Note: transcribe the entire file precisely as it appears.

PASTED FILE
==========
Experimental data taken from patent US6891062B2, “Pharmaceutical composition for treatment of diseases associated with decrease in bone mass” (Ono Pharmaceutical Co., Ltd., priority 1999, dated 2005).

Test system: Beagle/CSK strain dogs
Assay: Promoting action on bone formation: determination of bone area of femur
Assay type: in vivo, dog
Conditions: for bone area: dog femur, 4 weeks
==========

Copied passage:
Experimental data taken from patent US6891062B2, “Pharmaceutical composition for treatment of diseases associated with decrease in bone mass” (Ono Pharmaceutical Co., Ltd., priority 1999, dated 2005).

Test system: Beagle/CSK strain dogs
Assay: Promoting action on bone formation: determination of bone area of femur
Assay type: in vivo, dog
Conditions: for bone area: dog femur, 4 weeks